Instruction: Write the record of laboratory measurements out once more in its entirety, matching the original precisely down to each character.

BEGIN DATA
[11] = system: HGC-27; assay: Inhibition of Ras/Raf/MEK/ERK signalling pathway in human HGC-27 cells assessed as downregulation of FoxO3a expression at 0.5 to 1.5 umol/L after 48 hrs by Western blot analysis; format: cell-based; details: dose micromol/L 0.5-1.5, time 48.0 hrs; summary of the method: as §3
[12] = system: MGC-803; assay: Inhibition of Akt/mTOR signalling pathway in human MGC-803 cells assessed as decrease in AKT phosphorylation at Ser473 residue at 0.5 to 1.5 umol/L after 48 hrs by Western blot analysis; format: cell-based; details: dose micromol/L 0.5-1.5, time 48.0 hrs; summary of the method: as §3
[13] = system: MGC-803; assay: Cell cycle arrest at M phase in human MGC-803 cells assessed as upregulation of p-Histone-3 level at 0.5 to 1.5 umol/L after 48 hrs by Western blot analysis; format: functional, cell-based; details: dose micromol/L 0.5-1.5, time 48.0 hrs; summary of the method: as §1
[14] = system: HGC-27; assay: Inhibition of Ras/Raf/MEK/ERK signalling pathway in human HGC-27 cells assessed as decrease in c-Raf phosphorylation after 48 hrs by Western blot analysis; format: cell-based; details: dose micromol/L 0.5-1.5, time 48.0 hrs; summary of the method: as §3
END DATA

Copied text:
[11] = system: HGC-27; assay: Inhibition of Ras/Raf/MEK/ERK signalling pathway in human HGC-27 cells assessed as downregulation of FoxO3a expression at 0.5 to 1.5 umol/L after 48 hrs by Western blot analysis; format: cell-based; details: dose micromol/L 0.5-1.5, time 48.0 hrs; summary of the method: as §3
[12] = system: MGC-803; assay: Inhibition of Akt/mTOR signalling pathway in human MGC-803 cells assessed as decrease in AKT phosphorylation at Ser473 residue at 0.5 to 1.5 umol/L after 48 hrs by Western blot analysis; format: cell-based; details: dose micromol/L 0.5-1.5, time 48.0 hrs; summary of the method: as §3
[13] = system: MGC-803; assay: Cell cycle arrest at M phase in human MGC-803 cells assessed as upregulation of p-Histone-3 level at 0.5 to 1.5 umol/L after 48 hrs by Western blot analysis; format: functional, cell-based; details: dose micromol/L 0.5-1.5, time 48.0 hrs; summary of the method: as §1
[14] = system: HGC-27; assay: Inhibition of Ras/Raf/MEK/ERK signalling pathway in human HGC-27 cells assessed as decrease in c-Raf phosphorylation after 48 hrs by Western blot analysis; format: cell-based; details: dose micromol/L 0.5-1.5, time 48.0 hrs; summary of the method: as §3